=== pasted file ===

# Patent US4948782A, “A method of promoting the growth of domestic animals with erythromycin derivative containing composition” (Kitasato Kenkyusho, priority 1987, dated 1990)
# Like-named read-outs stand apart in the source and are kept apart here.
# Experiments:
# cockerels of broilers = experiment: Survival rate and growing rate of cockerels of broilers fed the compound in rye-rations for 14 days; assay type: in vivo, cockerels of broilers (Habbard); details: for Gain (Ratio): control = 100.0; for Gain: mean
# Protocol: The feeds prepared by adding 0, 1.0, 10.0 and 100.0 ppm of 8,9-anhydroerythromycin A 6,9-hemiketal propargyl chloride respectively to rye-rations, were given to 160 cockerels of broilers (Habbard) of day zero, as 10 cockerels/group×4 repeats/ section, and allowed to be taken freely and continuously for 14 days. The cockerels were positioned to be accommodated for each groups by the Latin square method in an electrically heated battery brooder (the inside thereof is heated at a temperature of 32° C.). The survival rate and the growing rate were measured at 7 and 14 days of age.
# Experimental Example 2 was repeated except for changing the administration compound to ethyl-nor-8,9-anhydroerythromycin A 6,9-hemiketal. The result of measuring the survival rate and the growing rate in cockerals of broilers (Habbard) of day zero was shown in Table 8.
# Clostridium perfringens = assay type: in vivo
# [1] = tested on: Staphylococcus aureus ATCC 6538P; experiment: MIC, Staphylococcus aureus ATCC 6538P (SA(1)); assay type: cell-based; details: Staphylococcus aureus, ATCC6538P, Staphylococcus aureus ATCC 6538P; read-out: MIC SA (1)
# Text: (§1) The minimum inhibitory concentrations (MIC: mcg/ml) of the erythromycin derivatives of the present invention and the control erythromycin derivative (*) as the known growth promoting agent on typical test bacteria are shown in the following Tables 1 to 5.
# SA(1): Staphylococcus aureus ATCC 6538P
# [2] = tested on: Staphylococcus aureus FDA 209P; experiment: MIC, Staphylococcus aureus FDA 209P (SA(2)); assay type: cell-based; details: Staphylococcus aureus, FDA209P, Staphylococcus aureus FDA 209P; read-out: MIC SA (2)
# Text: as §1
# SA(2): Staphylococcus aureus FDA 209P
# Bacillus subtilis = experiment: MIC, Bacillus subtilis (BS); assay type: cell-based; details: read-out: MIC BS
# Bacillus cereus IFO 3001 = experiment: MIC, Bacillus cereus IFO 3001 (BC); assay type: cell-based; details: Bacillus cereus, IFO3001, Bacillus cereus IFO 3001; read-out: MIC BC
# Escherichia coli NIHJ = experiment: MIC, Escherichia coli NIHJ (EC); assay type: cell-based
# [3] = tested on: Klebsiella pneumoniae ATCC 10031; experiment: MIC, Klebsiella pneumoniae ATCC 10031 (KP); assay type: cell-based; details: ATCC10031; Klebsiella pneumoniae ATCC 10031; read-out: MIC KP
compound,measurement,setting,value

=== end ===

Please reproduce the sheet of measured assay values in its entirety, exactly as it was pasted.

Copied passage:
# Patent US4948782A, “A method of promoting the growth of domestic animals with erythromycin derivative containing composition” (Kitasato Kenkyusho, priority 1987, dated 1990)
# Like-named read-outs stand apart in the source and are kept apart here.
# Experiments:
# cockerels of broilers = experiment: Survival rate and growing rate of cockerels of broilers fed the compound in rye-rations for 14 days; assay type: in vivo, cockerels of broilers (Habbard); details: for Gain (Ratio): control = 100.0; for Gain: mean
# Protocol: The feeds prepared by adding 0, 1.0, 10.0 and 100.0 ppm of 8,9-anhydroerythromycin A 6,9-hemiketal propargyl chloride respectively to rye-rations, were given to 160 cockerels of broilers (Habbard) of day zero, as 10 cockerels/group×4 repeats/ section, and allowed to be taken freely and continuously for 14 days. The cockerels were positioned to be accommodated for each groups by the Latin square method in an electrically heated battery brooder (the inside thereof is heated at a temperature of 32° C.). The survival rate and the growing rate were measured at 7 and 14 days of age.
# Experimental Example 2 was repeated except for changing the administration compound to ethyl-nor-8,9-anhydroerythromycin A 6,9-hemiketal. The result of measuring the survival rate and the growing rate in cockerals of broilers (Habbard) of day zero was shown in Table 8.
# Clostridium perfringens = assay type: in vivo
# [1] = tested on: Staphylococcus aureus ATCC 6538P; experiment: MIC, Staphylococcus aureus ATCC 6538P (SA(1)); assay type: cell-based; details: Staphylococcus aureus, ATCC6538P, Staphylococcus aureus ATCC 6538P; read-out: MIC SA (1)
# Text: (§1) The minimum inhibitory concentrations (MIC: mcg/ml) of the erythromycin derivatives of the present invention and the control erythromycin derivative (*) as the known growth promoting agent on typical test bacteria are shown in the following Tables 1 to 5.
# SA(1): Staphylococcus aureus ATCC 6538P
# [2] = tested on: Staphylococcus aureus FDA 209P; experiment: MIC, Staphylococcus aureus FDA 209P (SA(2)); assay type: cell-based; details: Staphylococcus aureus, FDA209P, Staphylococcus aureus FDA 209P; read-out: MIC SA (2)
# Text: as §1
# SA(2): Staphylococcus aureus FDA 209P
# Bacillus subtilis = experiment: MIC, Bacillus subtilis (BS); assay type: cell-based; details: read-out: MIC BS
# Bacillus cereus IFO 3001 = experiment: MIC, Bacillus cereus IFO 3001 (BC); assay type: cell-based; details: Bacillus cereus, IFO3001, Bacillus cereus IFO 3001; read-out: MIC BC
# Escherichia coli NIHJ = experiment: MIC, Escherichia coli NIHJ (EC); assay type: cell-based
# [3] = tested on: Klebsiella pneumoniae ATCC 10031; experiment: MIC, Klebsiella pneumoniae ATCC 10031 (KP); assay type: cell-based; details: ATCC10031; Klebsiella pneumoniae ATCC 10031; read-out: MIC KP
compound,measurement,setting,value